Recently on Twitter, someone who has struggled with psychosis apologized to her family for past behaviors, hoping for forgiveness. Given what we have been through, that tweet stuck with me.
Why would she have to apologize?
Psychosis is a symptom of disease, let’s be clear about that. It is not in someone’s head; it is not caused by demon possession.
It’s triggered by a disruption in the chemicals that control thought. Psychosis can accompany many mental illnesses and some organic ones, or it can result from lack of sleep, extreme stress, or chronic pain. I’ve never experienced psychosis myself, but I supported my wife through several bouts of it. Aside from a terminal illness, I can’t imagine anything more challenging or harrowing.
If you want a better understanding of psychosis, read actress Sarah Wynter’s compelling narrative in Vanity Fair. Anyone who has witnessed it in a loved one immediately identifies with her retelling. Sarah’s paranoia begins with legitimate concerns about the health of her newborn twins in the NICU. She needs to keep them healthy; she needs to keep their environment pristine. But over time, the fears overpower rationale thought, leaving her unable to decipher fantasy from reality. Ultimately, she winds up in a psychiatric ward, blunted and tired from the antipsychotic medication. It takes years for her to achieve full recovery.
Reading her account, everything feels so familiar. Watching a loved one descend into psychosis is gut-wrenchingly sad and upsetting. At times, their behavior can become offensive—loud and aggressive. But I would never blame Ms. Wynter for her behavior, just like I would never blame my wife for hers. And I wouldn’t expect either of them to apologize. We wouldn’t expect a person suffering heart disease to apologize for their chest pains. We’d never ask a friend suffering asthma to excuse themselves for wheezing.
When someone experiences psychosis, they suffer thought disorder, misinterpreting what they hear and read. Usually, this is accompanied by delusions or hallucinations. A delusion is a thought or belief that isn’t grounded in reality, and a hallucination is hearing or seeing things that aren’t actually there. What makes these profoundly difficult is that the person can’t recognize that these are fabrications. As far as they know, their brain is working correctly, just like it always has. The devil really is hiding in the shadows of the room; that voice really is speaking to them.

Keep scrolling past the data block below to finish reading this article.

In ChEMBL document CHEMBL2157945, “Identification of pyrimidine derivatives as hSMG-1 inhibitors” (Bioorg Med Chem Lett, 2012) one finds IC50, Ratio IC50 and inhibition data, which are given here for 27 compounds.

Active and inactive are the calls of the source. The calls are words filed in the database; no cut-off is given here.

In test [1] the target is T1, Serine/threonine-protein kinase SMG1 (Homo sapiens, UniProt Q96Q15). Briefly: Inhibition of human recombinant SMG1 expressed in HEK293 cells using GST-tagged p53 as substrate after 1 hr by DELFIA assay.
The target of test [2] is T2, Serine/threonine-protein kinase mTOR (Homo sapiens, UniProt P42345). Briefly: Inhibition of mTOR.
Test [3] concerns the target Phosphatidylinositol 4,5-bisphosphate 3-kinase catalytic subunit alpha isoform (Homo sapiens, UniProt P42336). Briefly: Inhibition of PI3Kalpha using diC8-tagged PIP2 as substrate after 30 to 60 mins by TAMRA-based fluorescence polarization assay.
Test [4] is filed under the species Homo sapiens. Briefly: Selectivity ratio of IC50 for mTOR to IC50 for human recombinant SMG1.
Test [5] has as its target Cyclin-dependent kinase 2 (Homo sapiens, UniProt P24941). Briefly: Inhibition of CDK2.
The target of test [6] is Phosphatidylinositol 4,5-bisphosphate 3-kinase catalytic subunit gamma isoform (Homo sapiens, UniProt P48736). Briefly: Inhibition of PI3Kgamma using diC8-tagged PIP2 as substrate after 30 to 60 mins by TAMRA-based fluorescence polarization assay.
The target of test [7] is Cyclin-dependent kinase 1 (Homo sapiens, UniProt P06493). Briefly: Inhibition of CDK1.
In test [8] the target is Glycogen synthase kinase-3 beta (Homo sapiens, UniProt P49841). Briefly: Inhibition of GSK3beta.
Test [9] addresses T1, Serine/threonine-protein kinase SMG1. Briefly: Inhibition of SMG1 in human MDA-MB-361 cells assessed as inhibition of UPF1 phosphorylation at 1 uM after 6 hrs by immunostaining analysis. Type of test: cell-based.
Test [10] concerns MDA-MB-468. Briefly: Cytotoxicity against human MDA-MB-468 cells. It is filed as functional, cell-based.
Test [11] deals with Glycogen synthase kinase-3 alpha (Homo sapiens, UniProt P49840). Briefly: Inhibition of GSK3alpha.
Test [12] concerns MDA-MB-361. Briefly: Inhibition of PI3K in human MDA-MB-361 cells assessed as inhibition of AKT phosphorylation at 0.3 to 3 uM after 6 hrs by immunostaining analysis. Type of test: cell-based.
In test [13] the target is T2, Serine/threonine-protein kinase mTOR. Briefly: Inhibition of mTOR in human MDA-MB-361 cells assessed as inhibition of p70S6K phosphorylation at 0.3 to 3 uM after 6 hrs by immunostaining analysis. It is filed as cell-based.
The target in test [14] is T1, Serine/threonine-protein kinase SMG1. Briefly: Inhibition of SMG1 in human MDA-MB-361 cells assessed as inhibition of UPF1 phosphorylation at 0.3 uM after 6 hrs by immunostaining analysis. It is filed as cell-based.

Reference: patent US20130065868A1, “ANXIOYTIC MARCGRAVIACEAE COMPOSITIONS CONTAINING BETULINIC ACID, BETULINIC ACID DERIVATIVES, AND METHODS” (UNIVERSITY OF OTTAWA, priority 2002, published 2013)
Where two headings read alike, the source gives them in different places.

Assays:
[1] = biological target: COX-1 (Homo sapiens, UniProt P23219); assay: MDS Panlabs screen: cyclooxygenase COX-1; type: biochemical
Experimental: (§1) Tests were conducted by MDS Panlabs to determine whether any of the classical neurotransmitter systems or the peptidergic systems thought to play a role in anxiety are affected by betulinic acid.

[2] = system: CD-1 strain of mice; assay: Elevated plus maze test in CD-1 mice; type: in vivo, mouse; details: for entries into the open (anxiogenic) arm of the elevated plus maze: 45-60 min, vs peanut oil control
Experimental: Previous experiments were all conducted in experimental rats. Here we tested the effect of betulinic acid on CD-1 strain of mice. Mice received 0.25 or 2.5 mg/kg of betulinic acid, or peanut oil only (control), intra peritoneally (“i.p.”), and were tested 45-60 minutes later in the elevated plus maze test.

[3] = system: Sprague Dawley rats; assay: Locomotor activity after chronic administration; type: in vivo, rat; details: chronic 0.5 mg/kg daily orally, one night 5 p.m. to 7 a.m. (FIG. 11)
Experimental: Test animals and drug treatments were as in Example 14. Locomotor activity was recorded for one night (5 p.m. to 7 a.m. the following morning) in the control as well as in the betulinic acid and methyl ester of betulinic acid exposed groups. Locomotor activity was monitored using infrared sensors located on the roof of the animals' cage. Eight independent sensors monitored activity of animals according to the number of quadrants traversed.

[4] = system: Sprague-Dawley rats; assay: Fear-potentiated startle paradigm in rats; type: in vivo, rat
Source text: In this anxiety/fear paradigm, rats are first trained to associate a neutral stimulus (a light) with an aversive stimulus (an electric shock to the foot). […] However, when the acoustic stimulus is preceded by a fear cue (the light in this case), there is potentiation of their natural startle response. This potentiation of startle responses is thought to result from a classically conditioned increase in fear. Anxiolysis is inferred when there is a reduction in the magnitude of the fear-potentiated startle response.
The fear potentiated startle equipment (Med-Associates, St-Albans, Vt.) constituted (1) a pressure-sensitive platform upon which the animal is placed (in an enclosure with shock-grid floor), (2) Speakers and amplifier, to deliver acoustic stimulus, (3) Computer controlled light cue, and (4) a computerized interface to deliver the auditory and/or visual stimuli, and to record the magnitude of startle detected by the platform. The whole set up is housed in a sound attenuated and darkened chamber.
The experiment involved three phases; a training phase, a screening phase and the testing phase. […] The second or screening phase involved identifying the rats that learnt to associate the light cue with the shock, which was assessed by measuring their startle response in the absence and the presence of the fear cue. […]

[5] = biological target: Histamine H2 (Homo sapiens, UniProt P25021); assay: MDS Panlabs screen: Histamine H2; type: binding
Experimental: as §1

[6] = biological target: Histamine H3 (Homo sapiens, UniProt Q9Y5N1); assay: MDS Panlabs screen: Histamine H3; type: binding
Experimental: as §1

Stop and think about how frightening this must be. We’ve all relied on our brains since before we can remember. But what if you couldn’t trust it? What if you had to question everything you thought or heard or saw, and you couldn’t tell what was real? Watching my wife—the most grounded person I know—suffer with delusions was terrifying. What’s more, you can’t explain to a psychotic what is transpiring; it’s nearly impossible to communicate with them in an effective way. They’re gone, and all you can do is try to keep them safe and protected.
But that’s not easy. Even though psychosis builds gradually, the final break with reality can be sudden and jarring. In these cases, the sick can quickly become unpredictable. We’ve all read articles about celebrities whose behavior becomes suddenly bizarre, unable to hide their illness with all the cameras around. Back in 2012, a relatively unknown film maker named Jason Russell found himself an overnight celebrity when his documentary went viral. Along with the fame came an incredible amount of criticism, and Jason became overwhelmed by stress and a lack of sleep. Ultimately, he broke from reality, with acute psychosis overtaking all rationale thought.
“This is a black out." -- Foo Fighters
Oprah interviewed Jason and his wife, Danica, after his recovery. His testimony is disturbing; he doesn’t remember much, only snippets and vague memories. He was found on a busy intersection in L.A., completely naked and pounding the cement so violently that he permanently damaged his wedding ring. But Danica’s answers hit just as hard. She was caught completely off guard, scared and in shock. Her first reaction was to protect their young kids, which left Jason free to rage publicly. And with smart phones everywhere, it wasn’t long before videos of his troubled behavior began spreading across the internet. The juxtaposition of the eloquent, personable father in the interview and the screaming, raving lunatic from the YouTube clip is startling.
But that doesn’t mean that Jason should have to say he’s sorry. A psychiatrist once told me that a psychotic break is alike a “heart attack of the brain.” No one that sick should have to apologize, especially when they have no control over their thoughts or behavior. On the contrary, anyone who has lived through psychosis should be shown support and compassion; we should applaud their strength and fortitude.
Journalist Carole Cadwalladr, who interviewed Jason for The Guardian a year after his psychotic break, captured it perfectly when she wrote: